One of the critical assets of the JCRC was its ability to identify and train new leaders.
Today, every major ethnic and religious community in Southern California has an organization representing its key interests. The L.A. Jewish community requires such a similar representation. As important and essential as are the roles performed by the American Jewish Committee, the ADL, the Simon Wiesenthal Center, Bend the Arc and other civic organizations within this city, L.A. is the largest Jewish community in America without its own Jewish public policy body.
Over the past several years, groups such Jews United for Democracy and Justice have emerged to fill the vacuum of a community forum dedicated to the discussion of the significant policy issues of importance to our Jewish community. Similarly, organizations such as Reform California have been formed to provide a Jewish response to statewide issues of concern to Jews and to other constituencies.
In this current political environment where there are deep divisions within our community, a reorganized JCRC might best operate outside of the Jewish Federation, similar to the organizing model that exists today in such communities as New York and San Francisco. It should be noted that for much of its early history, this body operated outside of any umbrella structure, enabling it to address the primary concerns of the community.
In re-inventing the JCRC, five key elements ought to drive this initiative:
The community today requires a neutral space for political discourse to occur; the JCRC can be that address. This communal entity can establish Jewish “town halls” where public policy issues can be vetted and where thoughtful, civil discourse can take place without the necessity of requiring policy statements or joint action. The community today requires a gathering point where Jews who hold differing views can come together for thoughtful conversations around issues that impact our society. JCRC’s policy and advocacy functions should be limited to those compelling issues of Jewish security, and where its constituents embrace collective action. In this context, we will be creating “communities of conversation” designed to frame the essential issues in these critical times.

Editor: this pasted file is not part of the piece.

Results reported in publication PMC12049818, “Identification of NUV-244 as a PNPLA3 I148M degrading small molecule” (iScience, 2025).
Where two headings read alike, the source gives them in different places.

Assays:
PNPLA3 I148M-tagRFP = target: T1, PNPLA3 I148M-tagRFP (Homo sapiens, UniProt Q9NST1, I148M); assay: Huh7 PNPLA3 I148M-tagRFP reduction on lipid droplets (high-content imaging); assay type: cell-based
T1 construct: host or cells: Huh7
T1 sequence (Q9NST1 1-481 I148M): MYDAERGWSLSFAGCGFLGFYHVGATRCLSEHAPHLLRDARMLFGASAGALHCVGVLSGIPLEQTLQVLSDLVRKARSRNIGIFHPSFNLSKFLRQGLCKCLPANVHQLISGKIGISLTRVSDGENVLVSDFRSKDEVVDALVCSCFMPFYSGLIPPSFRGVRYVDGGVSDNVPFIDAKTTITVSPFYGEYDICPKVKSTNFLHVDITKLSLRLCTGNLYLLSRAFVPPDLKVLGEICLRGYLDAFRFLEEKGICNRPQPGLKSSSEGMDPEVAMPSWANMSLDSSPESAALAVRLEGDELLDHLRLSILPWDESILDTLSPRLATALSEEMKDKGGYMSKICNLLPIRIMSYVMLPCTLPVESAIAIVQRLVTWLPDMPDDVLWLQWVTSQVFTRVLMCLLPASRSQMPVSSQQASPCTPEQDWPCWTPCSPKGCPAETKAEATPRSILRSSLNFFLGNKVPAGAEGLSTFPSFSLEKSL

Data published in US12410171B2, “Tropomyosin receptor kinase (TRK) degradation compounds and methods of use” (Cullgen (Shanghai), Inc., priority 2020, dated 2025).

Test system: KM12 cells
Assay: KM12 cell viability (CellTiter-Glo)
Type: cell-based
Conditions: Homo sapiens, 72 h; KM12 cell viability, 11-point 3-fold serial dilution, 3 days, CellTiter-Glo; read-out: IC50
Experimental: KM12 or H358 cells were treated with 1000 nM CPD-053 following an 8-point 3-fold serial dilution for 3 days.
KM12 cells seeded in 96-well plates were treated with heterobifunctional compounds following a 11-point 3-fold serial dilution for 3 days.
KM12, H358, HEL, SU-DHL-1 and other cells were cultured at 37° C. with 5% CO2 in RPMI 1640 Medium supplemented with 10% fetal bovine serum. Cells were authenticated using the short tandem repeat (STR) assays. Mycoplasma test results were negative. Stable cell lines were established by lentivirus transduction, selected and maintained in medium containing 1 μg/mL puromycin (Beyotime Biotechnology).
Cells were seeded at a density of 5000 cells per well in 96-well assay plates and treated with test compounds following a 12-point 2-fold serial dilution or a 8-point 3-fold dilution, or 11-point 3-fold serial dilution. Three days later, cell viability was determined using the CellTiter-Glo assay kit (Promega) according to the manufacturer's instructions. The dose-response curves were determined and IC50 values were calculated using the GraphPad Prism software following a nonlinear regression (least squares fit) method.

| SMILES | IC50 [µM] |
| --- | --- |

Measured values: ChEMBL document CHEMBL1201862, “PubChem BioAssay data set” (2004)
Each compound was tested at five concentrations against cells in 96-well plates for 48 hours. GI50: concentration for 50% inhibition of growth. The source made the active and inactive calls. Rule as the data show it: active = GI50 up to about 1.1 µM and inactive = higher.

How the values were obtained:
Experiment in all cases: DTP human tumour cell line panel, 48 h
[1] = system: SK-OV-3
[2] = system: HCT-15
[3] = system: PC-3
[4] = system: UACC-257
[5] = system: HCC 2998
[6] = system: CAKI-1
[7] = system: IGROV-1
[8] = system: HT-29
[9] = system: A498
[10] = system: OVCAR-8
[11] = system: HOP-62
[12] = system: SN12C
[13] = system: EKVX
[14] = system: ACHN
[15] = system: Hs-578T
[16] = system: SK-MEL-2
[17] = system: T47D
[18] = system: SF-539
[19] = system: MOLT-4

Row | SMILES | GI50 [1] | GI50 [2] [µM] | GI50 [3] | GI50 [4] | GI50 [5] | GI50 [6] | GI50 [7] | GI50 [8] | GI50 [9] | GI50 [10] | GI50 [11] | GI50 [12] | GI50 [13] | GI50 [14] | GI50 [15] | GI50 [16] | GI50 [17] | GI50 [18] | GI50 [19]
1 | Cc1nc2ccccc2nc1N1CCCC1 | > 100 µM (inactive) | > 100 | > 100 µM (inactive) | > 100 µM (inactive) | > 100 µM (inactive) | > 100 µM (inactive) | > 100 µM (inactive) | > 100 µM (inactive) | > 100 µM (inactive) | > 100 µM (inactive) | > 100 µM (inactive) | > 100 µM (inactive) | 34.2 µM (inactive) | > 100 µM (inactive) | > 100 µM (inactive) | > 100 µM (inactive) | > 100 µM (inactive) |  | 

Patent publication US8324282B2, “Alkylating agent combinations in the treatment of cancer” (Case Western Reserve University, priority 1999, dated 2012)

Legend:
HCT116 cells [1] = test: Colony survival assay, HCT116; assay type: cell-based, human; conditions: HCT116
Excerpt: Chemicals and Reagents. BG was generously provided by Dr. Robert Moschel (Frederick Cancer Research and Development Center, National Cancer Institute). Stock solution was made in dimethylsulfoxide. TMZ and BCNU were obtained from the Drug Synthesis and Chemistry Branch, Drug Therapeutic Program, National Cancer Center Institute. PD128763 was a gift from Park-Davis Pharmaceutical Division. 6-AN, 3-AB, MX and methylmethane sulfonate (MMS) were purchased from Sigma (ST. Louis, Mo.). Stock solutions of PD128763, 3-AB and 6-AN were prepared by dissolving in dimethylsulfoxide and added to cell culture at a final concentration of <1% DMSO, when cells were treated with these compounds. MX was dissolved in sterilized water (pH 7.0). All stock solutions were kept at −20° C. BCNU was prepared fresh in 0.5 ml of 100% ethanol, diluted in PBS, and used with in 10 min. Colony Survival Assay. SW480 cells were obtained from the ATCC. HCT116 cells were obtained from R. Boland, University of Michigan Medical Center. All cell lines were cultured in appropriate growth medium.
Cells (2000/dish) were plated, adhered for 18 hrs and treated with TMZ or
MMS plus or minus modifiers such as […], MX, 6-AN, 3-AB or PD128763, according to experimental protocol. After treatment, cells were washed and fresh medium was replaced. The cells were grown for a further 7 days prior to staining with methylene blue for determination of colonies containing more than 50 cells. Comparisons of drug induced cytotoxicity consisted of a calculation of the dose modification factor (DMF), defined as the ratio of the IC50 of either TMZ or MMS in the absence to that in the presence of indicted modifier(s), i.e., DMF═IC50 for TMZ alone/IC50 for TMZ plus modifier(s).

In creating this new venture, it is essential that its organizers move away from the “silo” and “competitive” institutional system that defined the institutional culture of the 20th century, adopting instead a 21st-century organizational approach that promotes a collaborative, integrative communal framework. This shared-engagement model permits a seamless interconnect or synergy among partner organizations with the JCRC, permitting its participants a gateway of organizational choices with reference to their specific political orientation and policy preferences. Where the JCRC may act on the shared interests of the L.A. community, this model permits access to specific interests of its many participants.
One of the critical assets of the JCRC was its ability to identify and train new leaders. A leadership development program for this new generation of public policy wonks and community organizers represents a central ingredient in this proposal. Reseeding our community with knowledgeable and engaged professionals and lay leaders must be seen as core to building the next iteration of the JCRC.
As in the past, the JCRC can be the vehicle for mobilizing community volunteer opportunities, including projects such as Koreh L.A., with its focus on student literacy. Building into this organizational model a commitment to community involvement ought to be an essential part of its mandate.
The JCRC ought to be seen as the central community public policy organizing body, bringing together the organizations and synagogues of Los Angeles, being in a position to help mobilize our community around common concerns and joint political action.
The Time Is Now
At this moment when many Jews are in search of a venue for thoughtful deliberations and collective action, the establishment of a 21st-century version of the JCRC would seem to be in order.
Steven Windmueller is the Rabbi Alfred Gottschalk Emeritus Professor of Jewish Communal Service at the Jack H. Skirball Campus of the Hebrew Union College-Jewish Institute of Religion, Los Angeles. Windmueller’s writing can be found on thewindreport.com. From 1985-95, Windmueller served as the director of the Jewish Community Relations Committee of the Jewish Federation of Los Angeles.